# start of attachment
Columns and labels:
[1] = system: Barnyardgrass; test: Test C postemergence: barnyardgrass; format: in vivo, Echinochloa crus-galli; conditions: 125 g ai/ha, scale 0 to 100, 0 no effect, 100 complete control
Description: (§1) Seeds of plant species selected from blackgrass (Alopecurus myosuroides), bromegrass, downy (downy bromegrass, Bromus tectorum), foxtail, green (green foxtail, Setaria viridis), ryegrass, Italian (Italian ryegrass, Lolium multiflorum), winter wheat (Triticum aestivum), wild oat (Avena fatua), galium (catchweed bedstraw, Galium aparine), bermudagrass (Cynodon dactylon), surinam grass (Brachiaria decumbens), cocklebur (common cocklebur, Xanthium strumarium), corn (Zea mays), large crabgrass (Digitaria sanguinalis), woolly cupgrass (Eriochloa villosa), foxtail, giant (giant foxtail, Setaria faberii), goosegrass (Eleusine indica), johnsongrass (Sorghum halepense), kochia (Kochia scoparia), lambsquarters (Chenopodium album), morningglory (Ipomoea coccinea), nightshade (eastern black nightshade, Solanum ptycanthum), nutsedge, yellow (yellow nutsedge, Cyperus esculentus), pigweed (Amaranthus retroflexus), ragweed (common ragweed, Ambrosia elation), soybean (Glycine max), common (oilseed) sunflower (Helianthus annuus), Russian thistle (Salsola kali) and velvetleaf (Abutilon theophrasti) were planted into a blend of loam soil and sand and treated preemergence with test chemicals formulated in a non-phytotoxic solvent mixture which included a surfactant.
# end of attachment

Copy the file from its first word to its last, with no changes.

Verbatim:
Columns and labels:
[1] = system: Barnyardgrass; test: Test C postemergence: barnyardgrass; format: in vivo, Echinochloa crus-galli; conditions: 125 g ai/ha, scale 0 to 100, 0 no effect, 100 complete control
Description: (§1) Seeds of plant species selected from blackgrass (Alopecurus myosuroides), bromegrass, downy (downy bromegrass, Bromus tectorum), foxtail, green (green foxtail, Setaria viridis), ryegrass, Italian (Italian ryegrass, Lolium multiflorum), winter wheat (Triticum aestivum), wild oat (Avena fatua), galium (catchweed bedstraw, Galium aparine), bermudagrass (Cynodon dactylon), surinam grass (Brachiaria decumbens), cocklebur (common cocklebur, Xanthium strumarium), corn (Zea mays), large crabgrass (Digitaria sanguinalis), woolly cupgrass (Eriochloa villosa), foxtail, giant (giant foxtail, Setaria faberii), goosegrass (Eleusine indica), johnsongrass (Sorghum halepense), kochia (Kochia scoparia), lambsquarters (Chenopodium album), morningglory (Ipomoea coccinea), nightshade (eastern black nightshade, Solanum ptycanthum), nutsedge, yellow (yellow nutsedge, Cyperus esculentus), pigweed (Amaranthus retroflexus), ragweed (common ragweed, Ambrosia elation), soybean (Glycine max), common (oilseed) sunflower (Helianthus annuus), Russian thistle (Salsola kali) and velvetleaf (Abutilon theophrasti) were planted into a blend of loam soil and sand and treated preemergence with test chemicals formulated in a non-phytotoxic solvent mixture which included a surfactant.